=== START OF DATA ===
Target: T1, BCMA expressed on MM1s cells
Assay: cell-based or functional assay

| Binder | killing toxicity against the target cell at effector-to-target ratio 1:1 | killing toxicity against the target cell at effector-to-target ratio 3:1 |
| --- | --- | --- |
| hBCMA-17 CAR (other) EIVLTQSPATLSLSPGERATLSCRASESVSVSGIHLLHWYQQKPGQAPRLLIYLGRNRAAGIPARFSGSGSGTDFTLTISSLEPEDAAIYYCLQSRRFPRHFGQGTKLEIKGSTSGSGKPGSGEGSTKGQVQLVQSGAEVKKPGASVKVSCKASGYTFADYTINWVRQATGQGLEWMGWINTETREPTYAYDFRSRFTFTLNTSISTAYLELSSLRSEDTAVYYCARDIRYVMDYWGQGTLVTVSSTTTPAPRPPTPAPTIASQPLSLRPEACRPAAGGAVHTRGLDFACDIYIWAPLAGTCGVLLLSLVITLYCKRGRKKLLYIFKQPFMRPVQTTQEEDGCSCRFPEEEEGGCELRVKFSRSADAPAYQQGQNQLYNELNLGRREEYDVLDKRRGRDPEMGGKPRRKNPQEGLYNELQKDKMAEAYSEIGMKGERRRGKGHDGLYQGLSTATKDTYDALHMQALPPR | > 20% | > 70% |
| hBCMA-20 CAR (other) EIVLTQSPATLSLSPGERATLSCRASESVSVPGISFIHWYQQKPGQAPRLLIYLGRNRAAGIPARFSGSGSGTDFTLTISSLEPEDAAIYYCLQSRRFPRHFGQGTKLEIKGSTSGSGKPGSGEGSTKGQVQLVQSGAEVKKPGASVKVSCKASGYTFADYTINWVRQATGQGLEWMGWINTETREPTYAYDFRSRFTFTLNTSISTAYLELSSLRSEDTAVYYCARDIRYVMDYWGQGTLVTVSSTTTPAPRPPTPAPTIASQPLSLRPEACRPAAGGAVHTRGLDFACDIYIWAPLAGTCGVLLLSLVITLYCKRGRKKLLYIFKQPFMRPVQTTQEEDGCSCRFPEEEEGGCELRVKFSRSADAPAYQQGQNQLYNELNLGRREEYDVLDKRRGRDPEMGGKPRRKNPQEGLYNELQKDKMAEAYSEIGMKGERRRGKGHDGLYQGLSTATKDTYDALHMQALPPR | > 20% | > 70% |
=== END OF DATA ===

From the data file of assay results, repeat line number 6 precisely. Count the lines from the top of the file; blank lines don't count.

| hBCMA-20 CAR (other) EIVLTQSPATLSLSPGERATLSCRASESVSVPGISFIHWYQQKPGQAPRLLIYLGRNRAAGIPARFSGSGSGTDFTLTISSLEPEDAAIYYCLQSRRFPRHFGQGTKLEIKGSTSGSGKPGSGEGSTKGQVQLVQSGAEVKKPGASVKVSCKASGYTFADYTINWVRQATGQGLEWMGWINTETREPTYAYDFRSRFTFTLNTSISTAYLELSSLRSEDTAVYYCARDIRYVMDYWGQGTLVTVSSTTTPAPRPPTPAPTIASQPLSLRPEACRPAAGGAVHTRGLDFACDIYIWAPLAGTCGVLLLSLVITLYCKRGRKKLLYIFKQPFMRPVQTTQEEDGCSCRFPEEEEGGCELRVKFSRSADAPAYQQGQNQLYNELNLGRREEYDVLDKRRGRDPEMGGKPRRKNPQEGLYNELQKDKMAEAYSEIGMKGERRRGKGHDGLYQGLSTATKDTYDALHMQALPPR | > 20% | > 70% |